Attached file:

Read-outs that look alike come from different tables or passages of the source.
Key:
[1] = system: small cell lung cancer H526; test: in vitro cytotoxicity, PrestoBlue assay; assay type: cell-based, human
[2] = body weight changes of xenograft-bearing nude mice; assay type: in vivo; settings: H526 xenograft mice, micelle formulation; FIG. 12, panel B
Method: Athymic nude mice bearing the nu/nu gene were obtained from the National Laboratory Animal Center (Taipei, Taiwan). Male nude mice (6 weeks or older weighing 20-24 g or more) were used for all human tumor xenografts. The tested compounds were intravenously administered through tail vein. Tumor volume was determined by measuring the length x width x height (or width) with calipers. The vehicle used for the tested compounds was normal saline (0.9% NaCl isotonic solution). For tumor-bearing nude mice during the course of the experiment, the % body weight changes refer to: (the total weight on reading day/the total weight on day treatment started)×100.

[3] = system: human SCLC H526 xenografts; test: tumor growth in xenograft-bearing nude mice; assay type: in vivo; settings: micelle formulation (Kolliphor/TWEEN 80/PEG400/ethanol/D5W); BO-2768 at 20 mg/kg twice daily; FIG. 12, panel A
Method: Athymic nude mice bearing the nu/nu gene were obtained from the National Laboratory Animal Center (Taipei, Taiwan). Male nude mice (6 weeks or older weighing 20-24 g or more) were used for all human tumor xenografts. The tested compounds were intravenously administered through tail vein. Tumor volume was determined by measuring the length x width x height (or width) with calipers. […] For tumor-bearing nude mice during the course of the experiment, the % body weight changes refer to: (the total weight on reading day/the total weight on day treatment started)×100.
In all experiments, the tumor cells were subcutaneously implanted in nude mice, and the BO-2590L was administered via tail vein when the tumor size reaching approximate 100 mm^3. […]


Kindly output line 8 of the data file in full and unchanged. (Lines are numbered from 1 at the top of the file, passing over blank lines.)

In all experiments, the tumor cells were subcutaneously implanted in nude mice, and the BO-2590L was administered via tail vein when the tumor size reaching approximate 100 mm^3. […]